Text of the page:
204184 Association between smokers' perceptions of smoking regulations and attitudes and beliefs about quitting

Tuesday, November 10, 2009

Jonathan T. Macy, PhD, MPH , Department of Psychological and Brain Sciences, Indiana University, Bloomington, IN
Susan E. Middlestadt, PhD , Department of Applied Health Science, Indiana University, Bloomington, IN
Background: There is increasing evidence that regulating smoking in public places motivates smokers to smoke less or quit. Less is known, however, about the mechanisms by which these regulations may change smoking behavior. One possibility is that more positive perceptions of the regulations mediate their effect on attitudes and beliefs about quitting.

Methods: This study included 299 adult smokers from six Texas cities who were contacted by random digit dialing and interviewed by telephone. We used sequential multiple regression analyses to examine the association between extent of support for regulating smoking in public places and attitudes about quitting, perceived norms about quitting, and perceived behavioral control/self-efficacy for quitting after controlling for demographic factors, smoking behavior, and strength of the smoking regulations in the respondent's city.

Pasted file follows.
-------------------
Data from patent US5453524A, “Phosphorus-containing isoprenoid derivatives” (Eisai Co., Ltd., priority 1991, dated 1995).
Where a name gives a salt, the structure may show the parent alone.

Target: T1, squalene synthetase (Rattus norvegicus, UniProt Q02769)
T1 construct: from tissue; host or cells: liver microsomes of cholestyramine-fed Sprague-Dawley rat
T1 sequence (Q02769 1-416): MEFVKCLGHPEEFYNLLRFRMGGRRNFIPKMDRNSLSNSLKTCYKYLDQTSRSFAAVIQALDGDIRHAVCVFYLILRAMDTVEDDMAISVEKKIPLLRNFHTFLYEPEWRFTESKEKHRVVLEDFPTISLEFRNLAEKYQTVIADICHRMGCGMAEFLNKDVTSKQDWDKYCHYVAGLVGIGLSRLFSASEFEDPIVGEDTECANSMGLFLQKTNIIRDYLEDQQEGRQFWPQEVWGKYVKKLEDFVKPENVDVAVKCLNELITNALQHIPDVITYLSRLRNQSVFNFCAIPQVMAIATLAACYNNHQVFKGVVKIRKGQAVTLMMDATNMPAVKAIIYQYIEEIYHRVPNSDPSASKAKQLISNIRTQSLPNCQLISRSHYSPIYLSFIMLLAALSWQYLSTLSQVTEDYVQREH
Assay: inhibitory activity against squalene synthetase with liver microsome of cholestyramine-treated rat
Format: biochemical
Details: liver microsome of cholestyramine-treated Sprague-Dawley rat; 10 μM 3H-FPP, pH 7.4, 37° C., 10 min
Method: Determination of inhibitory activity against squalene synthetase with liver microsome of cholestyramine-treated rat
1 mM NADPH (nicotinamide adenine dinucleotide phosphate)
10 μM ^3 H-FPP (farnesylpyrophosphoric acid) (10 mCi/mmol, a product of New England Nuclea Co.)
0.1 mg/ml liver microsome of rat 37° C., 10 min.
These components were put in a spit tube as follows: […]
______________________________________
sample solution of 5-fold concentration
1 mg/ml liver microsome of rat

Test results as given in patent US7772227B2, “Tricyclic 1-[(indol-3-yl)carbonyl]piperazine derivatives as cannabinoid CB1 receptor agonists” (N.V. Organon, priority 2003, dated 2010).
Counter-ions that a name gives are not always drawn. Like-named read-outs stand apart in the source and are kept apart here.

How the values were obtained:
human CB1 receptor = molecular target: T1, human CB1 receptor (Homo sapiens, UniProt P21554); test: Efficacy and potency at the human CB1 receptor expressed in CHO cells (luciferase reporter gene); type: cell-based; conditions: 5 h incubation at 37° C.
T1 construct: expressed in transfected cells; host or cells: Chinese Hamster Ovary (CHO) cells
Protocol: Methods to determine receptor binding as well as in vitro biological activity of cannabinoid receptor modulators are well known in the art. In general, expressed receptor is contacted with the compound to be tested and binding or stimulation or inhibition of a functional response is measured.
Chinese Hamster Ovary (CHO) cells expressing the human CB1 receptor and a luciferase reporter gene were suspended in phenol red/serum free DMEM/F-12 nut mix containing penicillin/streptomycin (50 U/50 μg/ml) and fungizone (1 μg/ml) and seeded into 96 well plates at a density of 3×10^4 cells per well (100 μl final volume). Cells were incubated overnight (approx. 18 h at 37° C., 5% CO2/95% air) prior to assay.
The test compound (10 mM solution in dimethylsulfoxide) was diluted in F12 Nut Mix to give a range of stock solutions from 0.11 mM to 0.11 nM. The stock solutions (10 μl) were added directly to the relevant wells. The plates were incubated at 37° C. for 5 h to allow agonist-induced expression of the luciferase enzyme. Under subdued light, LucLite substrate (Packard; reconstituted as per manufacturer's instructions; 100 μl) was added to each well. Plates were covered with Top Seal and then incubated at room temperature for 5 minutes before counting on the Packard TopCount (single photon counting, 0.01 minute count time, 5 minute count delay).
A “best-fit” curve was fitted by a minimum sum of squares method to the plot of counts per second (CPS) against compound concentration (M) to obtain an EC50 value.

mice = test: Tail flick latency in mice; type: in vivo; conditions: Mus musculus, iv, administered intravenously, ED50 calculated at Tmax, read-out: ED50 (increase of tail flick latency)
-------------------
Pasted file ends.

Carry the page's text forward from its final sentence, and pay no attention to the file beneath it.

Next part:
Results: Smokers' extent of agreement with regulating smoking in public places made a significant unique contribution to the prediction of one of two measures of attitudes toward taking measures to not smoke cigarettes in the next month (Beta=.133, p<.05) and both measures of perceived norms about taking measures to not smoke cigarettes in the next month (Beta=.168, p<.01; Beta=.220, p<.001). However, it was not associated with any of the three measures of perceived behavioral control/self-efficacy to take measures.

Conclusions: The results from this study suggest that agreement with regulating smoking in public places is most strongly associated with perceived norms about taking measures to quit smoking. Thus, public health messages focused on these norms may be the most effective in encouraging smokers to quit.

Learning Objectives:
1. Identify the attitudes and beliefs of smokers that are associated with support for regulating smoking in public places. 2. Explain possible mechanisms by which smoking regulations impact smoking behavior.

Keywords: Tobacco Policy, Smoking Cessation

Presenting author's disclosure statement:

Qualified on the content I am responsible for because: I have managed several research projects using the Theory of Planned Behavior theoretical framework, which this current study of cigarette smoking behavior also utilizes. I directed the development of the study design and the survey instrument for this study.
Any relevant financial relationships? No

I agree to comply with the American Public Health Association Conflict of Interest and Commercial Support Guidelines, and to disclose to the participants any off-label or experimental uses of a commercial product or service discussed in my presentation.